Here, a female Myathropa florea basks on a leaf over the wildife garden pond, which is now almost dry. Although batman hoverfly is not its common name, the distinctive batman symbol on this fly thorax makes it very distinctive. This hoverfly has a very long breeding season and you can see it from April until November, where it is often seen feeding on Ivy flowers. Individuals may vary in their brightness and this is because those that develop at high temperatures are brighter (like the one above) than those growing at colder conditions. This is a very common, opportunistic hoverfly which breeds in rot holes in trees or other hollows with wet rotting vegetable matter, where their 'rat-tailed' maggot larvae develop.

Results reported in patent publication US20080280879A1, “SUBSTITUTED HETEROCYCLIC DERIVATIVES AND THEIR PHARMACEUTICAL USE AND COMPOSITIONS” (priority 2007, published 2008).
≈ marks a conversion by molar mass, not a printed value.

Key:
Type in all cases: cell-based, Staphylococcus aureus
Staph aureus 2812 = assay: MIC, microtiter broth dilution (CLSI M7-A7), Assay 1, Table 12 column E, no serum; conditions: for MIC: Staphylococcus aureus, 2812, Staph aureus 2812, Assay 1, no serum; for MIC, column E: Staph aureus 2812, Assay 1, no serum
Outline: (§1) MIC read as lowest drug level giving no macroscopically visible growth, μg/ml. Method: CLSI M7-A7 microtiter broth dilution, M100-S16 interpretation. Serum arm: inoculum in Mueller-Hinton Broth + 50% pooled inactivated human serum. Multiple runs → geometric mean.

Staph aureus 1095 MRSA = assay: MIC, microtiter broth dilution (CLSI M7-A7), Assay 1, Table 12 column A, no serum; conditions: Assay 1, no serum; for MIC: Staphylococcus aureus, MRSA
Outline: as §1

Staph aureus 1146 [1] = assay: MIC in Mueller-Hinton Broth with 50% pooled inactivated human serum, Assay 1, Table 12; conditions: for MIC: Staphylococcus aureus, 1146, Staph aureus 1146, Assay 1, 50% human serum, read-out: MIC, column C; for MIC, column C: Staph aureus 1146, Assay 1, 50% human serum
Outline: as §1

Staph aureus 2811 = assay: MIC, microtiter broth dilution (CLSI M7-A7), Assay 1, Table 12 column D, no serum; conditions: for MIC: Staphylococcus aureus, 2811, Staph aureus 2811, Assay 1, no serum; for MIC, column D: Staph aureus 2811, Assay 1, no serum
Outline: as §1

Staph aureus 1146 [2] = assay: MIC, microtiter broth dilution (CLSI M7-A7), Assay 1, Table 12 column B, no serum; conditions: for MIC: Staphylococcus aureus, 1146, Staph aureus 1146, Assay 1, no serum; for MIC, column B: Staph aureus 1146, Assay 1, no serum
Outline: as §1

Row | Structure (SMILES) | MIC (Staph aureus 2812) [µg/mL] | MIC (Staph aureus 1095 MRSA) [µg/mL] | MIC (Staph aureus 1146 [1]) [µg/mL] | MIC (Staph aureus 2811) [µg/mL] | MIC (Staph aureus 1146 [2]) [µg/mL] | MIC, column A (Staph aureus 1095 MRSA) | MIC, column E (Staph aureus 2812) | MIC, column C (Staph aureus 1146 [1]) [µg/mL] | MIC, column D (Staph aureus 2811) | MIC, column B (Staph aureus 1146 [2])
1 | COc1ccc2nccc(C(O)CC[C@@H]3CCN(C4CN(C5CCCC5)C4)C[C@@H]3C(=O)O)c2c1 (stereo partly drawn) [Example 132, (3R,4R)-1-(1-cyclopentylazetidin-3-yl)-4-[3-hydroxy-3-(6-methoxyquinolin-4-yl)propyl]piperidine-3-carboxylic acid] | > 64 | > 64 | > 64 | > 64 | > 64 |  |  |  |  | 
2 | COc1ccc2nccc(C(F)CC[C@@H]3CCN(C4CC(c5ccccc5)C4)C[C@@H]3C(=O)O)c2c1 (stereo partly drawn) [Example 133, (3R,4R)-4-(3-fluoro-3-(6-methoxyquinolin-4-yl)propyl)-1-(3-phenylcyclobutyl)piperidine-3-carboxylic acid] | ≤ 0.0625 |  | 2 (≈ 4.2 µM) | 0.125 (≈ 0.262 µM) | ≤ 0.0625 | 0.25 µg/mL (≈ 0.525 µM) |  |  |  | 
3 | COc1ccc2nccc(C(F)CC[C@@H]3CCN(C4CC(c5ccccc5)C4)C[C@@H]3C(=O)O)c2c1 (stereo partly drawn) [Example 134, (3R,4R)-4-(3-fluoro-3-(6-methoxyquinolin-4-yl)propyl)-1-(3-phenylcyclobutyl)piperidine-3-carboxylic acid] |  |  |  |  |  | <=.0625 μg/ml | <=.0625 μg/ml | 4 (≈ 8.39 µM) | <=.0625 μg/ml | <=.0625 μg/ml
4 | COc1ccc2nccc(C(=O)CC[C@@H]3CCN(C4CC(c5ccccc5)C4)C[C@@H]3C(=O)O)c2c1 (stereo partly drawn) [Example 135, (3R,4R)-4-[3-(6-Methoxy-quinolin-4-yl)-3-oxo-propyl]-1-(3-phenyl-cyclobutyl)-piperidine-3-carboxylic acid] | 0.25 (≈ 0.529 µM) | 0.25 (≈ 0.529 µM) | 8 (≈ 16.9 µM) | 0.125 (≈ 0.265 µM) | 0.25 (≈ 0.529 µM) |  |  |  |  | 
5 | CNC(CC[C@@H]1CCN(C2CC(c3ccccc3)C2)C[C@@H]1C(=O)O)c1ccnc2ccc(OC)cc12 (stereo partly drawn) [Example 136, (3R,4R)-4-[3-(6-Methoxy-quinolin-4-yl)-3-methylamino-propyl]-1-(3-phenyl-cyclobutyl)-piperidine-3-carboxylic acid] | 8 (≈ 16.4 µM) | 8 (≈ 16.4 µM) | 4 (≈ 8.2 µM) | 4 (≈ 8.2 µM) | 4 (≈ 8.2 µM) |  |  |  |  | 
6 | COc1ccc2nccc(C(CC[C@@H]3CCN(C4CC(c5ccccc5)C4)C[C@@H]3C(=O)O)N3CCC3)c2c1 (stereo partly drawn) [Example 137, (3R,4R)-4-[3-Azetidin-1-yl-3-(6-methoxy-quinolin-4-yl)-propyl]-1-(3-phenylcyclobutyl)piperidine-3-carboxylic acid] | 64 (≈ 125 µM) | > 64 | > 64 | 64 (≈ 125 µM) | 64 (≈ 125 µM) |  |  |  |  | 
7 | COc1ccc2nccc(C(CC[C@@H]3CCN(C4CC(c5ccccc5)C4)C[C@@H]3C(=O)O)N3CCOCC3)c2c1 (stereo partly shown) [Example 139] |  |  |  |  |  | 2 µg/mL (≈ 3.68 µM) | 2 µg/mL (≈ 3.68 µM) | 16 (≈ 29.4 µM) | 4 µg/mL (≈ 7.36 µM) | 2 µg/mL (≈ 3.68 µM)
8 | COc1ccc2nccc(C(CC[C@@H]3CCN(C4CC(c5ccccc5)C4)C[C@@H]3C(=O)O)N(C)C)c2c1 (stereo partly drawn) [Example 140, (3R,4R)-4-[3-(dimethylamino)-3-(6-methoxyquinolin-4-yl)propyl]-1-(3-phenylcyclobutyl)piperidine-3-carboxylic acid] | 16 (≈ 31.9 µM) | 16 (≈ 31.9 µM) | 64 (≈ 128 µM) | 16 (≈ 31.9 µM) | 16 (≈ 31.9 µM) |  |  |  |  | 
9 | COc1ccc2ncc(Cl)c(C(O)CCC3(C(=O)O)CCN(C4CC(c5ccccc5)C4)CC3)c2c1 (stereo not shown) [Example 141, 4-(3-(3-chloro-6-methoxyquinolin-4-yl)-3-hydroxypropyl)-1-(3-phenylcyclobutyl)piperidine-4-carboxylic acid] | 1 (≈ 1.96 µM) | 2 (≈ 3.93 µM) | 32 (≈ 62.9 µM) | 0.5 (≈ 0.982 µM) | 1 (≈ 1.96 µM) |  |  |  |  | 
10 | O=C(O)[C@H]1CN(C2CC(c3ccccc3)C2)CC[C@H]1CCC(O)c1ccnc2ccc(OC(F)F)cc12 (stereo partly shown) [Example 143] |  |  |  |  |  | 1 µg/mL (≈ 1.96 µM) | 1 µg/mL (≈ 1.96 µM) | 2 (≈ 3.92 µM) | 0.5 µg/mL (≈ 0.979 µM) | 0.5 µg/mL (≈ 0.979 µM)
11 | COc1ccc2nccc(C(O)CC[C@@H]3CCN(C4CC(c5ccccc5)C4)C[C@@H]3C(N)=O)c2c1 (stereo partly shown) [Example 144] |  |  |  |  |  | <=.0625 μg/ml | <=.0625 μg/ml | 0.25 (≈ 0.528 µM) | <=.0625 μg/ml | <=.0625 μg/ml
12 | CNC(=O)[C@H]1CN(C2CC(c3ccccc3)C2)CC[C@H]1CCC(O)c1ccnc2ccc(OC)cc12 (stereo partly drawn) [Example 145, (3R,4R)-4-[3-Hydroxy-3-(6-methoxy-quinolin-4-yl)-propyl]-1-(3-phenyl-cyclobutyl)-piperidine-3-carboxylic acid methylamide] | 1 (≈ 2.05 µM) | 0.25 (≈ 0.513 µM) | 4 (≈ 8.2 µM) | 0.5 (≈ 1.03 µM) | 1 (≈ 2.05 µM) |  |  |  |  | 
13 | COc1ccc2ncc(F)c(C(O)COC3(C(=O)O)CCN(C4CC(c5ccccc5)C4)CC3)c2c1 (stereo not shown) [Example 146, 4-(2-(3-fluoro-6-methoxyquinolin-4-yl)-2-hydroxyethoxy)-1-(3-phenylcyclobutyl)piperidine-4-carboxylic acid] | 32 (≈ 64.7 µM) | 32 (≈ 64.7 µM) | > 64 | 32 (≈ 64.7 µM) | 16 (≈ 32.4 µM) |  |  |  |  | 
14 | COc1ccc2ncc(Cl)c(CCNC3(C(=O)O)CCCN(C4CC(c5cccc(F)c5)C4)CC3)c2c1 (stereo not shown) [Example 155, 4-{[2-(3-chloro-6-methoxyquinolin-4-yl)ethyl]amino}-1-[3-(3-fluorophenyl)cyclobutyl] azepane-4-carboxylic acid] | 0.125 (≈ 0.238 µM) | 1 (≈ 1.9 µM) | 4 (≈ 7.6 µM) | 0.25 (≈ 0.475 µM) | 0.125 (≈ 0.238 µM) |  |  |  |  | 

Stuart Ball & Roger Morris 2015 Britain's Hoverflies: A field guide. 2nd ed. Wild Guides.